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Stock-Related Compensation and Product-Market Competition

I show that as long as the stock market has perfect foresight, profits are distributed as dividends, and incentives are paid more than once or are deferred, stock-related compensation packages are strong incentives for managers to support tacit collusive agreements in repeated oligopolies. The stock market anticipates the losses from punishment phases and discounts them on stock prices, reducing managers’ short-run gains from any deviation. When deferred, stock-related incentives may remove all managers’ short-run gains from deviation, making collusion supportable at any discount factor. The results hold with managerial contracts of any length.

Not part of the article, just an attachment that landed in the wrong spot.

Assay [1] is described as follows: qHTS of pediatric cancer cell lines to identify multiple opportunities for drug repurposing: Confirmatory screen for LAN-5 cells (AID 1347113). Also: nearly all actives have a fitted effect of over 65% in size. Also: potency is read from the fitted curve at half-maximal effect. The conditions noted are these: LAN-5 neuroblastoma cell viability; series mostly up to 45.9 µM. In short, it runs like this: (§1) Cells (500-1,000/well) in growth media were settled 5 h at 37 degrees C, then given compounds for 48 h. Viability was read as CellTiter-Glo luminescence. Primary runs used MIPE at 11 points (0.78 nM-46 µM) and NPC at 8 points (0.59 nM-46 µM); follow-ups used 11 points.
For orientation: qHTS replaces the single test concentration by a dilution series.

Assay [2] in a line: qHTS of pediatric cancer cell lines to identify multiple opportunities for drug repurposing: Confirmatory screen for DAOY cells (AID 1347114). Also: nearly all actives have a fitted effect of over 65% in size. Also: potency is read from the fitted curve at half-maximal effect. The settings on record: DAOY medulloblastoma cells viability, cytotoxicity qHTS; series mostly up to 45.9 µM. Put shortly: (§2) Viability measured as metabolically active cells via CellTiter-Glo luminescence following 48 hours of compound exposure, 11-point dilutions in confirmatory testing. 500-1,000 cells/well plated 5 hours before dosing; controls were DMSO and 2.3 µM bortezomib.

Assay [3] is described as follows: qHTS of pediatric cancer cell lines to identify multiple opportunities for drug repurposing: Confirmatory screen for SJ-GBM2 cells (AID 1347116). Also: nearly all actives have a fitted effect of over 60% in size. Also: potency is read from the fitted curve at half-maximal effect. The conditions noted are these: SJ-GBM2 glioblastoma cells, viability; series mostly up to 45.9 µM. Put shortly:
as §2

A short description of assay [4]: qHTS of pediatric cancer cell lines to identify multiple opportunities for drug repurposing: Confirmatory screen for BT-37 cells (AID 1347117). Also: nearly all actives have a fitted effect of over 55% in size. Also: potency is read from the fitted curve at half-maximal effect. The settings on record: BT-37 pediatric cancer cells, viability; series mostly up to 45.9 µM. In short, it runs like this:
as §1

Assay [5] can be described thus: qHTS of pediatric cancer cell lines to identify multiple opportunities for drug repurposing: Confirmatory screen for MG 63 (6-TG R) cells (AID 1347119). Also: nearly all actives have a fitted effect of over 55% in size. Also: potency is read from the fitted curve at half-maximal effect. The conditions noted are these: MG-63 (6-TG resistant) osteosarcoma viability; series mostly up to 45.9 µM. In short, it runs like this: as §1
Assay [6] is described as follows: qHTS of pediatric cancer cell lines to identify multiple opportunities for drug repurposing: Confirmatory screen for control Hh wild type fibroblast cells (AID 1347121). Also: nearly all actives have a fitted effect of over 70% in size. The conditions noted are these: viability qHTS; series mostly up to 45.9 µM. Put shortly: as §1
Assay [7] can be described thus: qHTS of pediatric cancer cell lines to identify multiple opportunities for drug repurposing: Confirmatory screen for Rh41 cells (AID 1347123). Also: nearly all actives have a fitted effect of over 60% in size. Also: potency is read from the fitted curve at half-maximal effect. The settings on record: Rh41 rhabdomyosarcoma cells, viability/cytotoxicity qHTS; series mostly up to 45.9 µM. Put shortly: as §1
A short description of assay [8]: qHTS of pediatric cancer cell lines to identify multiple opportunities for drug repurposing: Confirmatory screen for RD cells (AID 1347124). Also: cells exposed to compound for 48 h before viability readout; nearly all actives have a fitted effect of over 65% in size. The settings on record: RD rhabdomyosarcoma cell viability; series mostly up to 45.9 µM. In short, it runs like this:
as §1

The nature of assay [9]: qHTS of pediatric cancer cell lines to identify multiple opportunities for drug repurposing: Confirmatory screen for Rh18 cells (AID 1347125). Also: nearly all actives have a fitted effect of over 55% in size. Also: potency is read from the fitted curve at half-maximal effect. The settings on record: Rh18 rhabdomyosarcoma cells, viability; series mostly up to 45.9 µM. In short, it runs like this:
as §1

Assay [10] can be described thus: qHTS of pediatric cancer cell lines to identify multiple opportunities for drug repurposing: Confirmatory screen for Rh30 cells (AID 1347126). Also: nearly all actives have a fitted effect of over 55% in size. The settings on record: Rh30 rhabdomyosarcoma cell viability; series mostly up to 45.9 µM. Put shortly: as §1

Published in RAND Journal of Economics 31/1 (Spring 2000), pages 22-42


Date: April 2000
Author(s): Giancarlo Spagnolo
Tag(s): Research Papers , Cartels, Competition Economics